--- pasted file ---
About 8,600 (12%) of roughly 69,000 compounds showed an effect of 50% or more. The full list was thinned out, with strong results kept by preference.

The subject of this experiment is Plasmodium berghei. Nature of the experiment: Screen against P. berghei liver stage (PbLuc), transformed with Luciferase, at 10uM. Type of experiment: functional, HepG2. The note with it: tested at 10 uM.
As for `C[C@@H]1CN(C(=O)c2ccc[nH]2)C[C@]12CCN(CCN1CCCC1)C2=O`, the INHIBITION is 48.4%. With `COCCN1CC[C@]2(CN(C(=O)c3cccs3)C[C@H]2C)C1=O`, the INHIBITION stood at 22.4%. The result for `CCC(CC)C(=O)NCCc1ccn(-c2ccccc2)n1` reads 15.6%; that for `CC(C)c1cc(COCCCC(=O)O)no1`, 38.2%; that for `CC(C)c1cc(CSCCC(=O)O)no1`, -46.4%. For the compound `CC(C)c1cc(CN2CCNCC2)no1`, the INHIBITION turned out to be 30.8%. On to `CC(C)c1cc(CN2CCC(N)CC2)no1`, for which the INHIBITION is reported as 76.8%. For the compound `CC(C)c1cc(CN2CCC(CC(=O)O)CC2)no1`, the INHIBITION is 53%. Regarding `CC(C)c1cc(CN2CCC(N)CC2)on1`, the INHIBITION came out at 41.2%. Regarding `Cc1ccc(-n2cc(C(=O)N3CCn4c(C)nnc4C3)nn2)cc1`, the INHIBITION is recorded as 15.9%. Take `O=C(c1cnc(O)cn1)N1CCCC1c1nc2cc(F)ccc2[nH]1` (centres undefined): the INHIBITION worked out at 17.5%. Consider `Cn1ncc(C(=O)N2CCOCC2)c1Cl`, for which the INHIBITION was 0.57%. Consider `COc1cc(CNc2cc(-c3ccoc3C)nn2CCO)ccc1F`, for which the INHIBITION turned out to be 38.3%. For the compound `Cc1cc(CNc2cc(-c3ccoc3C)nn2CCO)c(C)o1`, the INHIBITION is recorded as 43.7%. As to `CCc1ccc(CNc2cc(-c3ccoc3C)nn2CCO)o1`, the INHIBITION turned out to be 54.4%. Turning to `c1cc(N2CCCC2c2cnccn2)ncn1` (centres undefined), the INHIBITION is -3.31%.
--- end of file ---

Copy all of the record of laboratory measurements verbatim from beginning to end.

About 8,600 (12%) of roughly 69,000 compounds showed an effect of 50% or more. The full list was thinned out, with strong results kept by preference.

The subject of this experiment is Plasmodium berghei. Nature of the experiment: Screen against P. berghei liver stage (PbLuc), transformed with Luciferase, at 10uM. Type of experiment: functional, HepG2. The note with it: tested at 10 uM.
As for `C[C@@H]1CN(C(=O)c2ccc[nH]2)C[C@]12CCN(CCN1CCCC1)C2=O`, the INHIBITION is 48.4%. With `COCCN1CC[C@]2(CN(C(=O)c3cccs3)C[C@H]2C)C1=O`, the INHIBITION stood at 22.4%. The result for `CCC(CC)C(=O)NCCc1ccn(-c2ccccc2)n1` reads 15.6%; that for `CC(C)c1cc(COCCCC(=O)O)no1`, 38.2%; that for `CC(C)c1cc(CSCCC(=O)O)no1`, -46.4%. For the compound `CC(C)c1cc(CN2CCNCC2)no1`, the INHIBITION turned out to be 30.8%. On to `CC(C)c1cc(CN2CCC(N)CC2)no1`, for which the INHIBITION is reported as 76.8%. For the compound `CC(C)c1cc(CN2CCC(CC(=O)O)CC2)no1`, the INHIBITION is 53%. Regarding `CC(C)c1cc(CN2CCC(N)CC2)on1`, the INHIBITION came out at 41.2%. Regarding `Cc1ccc(-n2cc(C(=O)N3CCn4c(C)nnc4C3)nn2)cc1`, the INHIBITION is recorded as 15.9%. Take `O=C(c1cnc(O)cn1)N1CCCC1c1nc2cc(F)ccc2[nH]1` (centres undefined): the INHIBITION worked out at 17.5%. Consider `Cn1ncc(C(=O)N2CCOCC2)c1Cl`, for which the INHIBITION was 0.57%. Consider `COc1cc(CNc2cc(-c3ccoc3C)nn2CCO)ccc1F`, for which the INHIBITION turned out to be 38.3%. For the compound `Cc1cc(CNc2cc(-c3ccoc3C)nn2CCO)c(C)o1`, the INHIBITION is recorded as 43.7%. As to `CCc1ccc(CNc2cc(-c3ccoc3C)nn2CCO)o1`, the INHIBITION turned out to be 54.4%. Turning to `c1cc(N2CCCC2c2cnccn2)ncn1` (centres undefined), the INHIBITION is -3.31%.